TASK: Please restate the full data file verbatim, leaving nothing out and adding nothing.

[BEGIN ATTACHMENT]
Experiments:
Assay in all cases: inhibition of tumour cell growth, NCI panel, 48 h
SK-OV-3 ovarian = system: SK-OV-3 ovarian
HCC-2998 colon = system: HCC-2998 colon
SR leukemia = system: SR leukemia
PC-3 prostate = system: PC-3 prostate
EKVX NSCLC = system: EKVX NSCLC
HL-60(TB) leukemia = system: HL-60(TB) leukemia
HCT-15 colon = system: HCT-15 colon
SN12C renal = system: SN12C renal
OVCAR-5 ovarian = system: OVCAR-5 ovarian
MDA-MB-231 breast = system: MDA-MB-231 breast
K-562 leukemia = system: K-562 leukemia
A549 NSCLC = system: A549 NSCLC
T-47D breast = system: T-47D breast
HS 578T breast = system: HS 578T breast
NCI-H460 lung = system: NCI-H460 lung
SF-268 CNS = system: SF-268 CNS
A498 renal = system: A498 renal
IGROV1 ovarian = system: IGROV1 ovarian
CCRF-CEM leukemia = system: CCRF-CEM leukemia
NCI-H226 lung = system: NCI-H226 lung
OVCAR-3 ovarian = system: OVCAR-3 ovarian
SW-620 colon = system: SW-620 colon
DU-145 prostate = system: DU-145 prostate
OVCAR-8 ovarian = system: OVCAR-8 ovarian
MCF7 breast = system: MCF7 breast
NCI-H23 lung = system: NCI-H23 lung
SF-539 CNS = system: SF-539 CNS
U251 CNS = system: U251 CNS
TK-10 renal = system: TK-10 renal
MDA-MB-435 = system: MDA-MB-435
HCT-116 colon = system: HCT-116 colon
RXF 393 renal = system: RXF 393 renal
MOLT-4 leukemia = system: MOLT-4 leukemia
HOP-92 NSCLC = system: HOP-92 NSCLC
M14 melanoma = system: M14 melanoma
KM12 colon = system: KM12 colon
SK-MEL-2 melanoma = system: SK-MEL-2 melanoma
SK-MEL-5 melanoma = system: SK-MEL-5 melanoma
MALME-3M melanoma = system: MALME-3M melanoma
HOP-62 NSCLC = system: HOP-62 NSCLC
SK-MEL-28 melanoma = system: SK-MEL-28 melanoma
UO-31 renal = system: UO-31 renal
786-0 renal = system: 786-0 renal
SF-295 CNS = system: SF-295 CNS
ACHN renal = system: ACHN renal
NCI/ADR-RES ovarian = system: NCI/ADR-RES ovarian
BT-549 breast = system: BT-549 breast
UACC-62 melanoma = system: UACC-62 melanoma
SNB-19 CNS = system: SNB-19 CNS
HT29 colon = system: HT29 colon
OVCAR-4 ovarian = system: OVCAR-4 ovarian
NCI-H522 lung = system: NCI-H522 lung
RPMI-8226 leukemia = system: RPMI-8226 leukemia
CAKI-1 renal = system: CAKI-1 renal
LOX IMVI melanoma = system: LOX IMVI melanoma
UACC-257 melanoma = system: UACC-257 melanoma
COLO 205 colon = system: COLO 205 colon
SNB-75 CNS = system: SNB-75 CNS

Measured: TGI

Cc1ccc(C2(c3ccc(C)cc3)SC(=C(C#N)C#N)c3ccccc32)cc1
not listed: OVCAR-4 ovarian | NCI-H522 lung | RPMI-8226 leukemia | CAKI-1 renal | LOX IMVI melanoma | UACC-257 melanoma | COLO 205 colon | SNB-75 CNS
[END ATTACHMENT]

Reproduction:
Experiments:
Assay in all cases: inhibition of tumour cell growth, NCI panel, 48 h
SK-OV-3 ovarian = system: SK-OV-3 ovarian
HCC-2998 colon = system: HCC-2998 colon
SR leukemia = system: SR leukemia
PC-3 prostate = system: PC-3 prostate
EKVX NSCLC = system: EKVX NSCLC
HL-60(TB) leukemia = system: HL-60(TB) leukemia
HCT-15 colon = system: HCT-15 colon
SN12C renal = system: SN12C renal
OVCAR-5 ovarian = system: OVCAR-5 ovarian
MDA-MB-231 breast = system: MDA-MB-231 breast
K-562 leukemia = system: K-562 leukemia
A549 NSCLC = system: A549 NSCLC
T-47D breast = system: T-47D breast
HS 578T breast = system: HS 578T breast
NCI-H460 lung = system: NCI-H460 lung
SF-268 CNS = system: SF-268 CNS
A498 renal = system: A498 renal
IGROV1 ovarian = system: IGROV1 ovarian
CCRF-CEM leukemia = system: CCRF-CEM leukemia
NCI-H226 lung = system: NCI-H226 lung
OVCAR-3 ovarian = system: OVCAR-3 ovarian
SW-620 colon = system: SW-620 colon
DU-145 prostate = system: DU-145 prostate
OVCAR-8 ovarian = system: OVCAR-8 ovarian
MCF7 breast = system: MCF7 breast
NCI-H23 lung = system: NCI-H23 lung
SF-539 CNS = system: SF-539 CNS
U251 CNS = system: U251 CNS
TK-10 renal = system: TK-10 renal
MDA-MB-435 = system: MDA-MB-435
HCT-116 colon = system: HCT-116 colon
RXF 393 renal = system: RXF 393 renal
MOLT-4 leukemia = system: MOLT-4 leukemia
HOP-92 NSCLC = system: HOP-92 NSCLC
M14 melanoma = system: M14 melanoma
KM12 colon = system: KM12 colon
SK-MEL-2 melanoma = system: SK-MEL-2 melanoma
SK-MEL-5 melanoma = system: SK-MEL-5 melanoma
MALME-3M melanoma = system: MALME-3M melanoma
HOP-62 NSCLC = system: HOP-62 NSCLC
SK-MEL-28 melanoma = system: SK-MEL-28 melanoma
UO-31 renal = system: UO-31 renal
786-0 renal = system: 786-0 renal
SF-295 CNS = system: SF-295 CNS
ACHN renal = system: ACHN renal
NCI/ADR-RES ovarian = system: NCI/ADR-RES ovarian
BT-549 breast = system: BT-549 breast
UACC-62 melanoma = system: UACC-62 melanoma
SNB-19 CNS = system: SNB-19 CNS
HT29 colon = system: HT29 colon
OVCAR-4 ovarian = system: OVCAR-4 ovarian
NCI-H522 lung = system: NCI-H522 lung
RPMI-8226 leukemia = system: RPMI-8226 leukemia
CAKI-1 renal = system: CAKI-1 renal
LOX IMVI melanoma = system: LOX IMVI melanoma
UACC-257 melanoma = system: UACC-257 melanoma
COLO 205 colon = system: COLO 205 colon
SNB-75 CNS = system: SNB-75 CNS

Measured: TGI

Cc1ccc(C2(c3ccc(C)cc3)SC(=C(C#N)C#N)c3ccccc32)cc1
not listed: OVCAR-4 ovarian | NCI-H522 lung | RPMI-8226 leukemia | CAKI-1 renal | LOX IMVI melanoma | UACC-257 melanoma | COLO 205 colon | SNB-75 CNS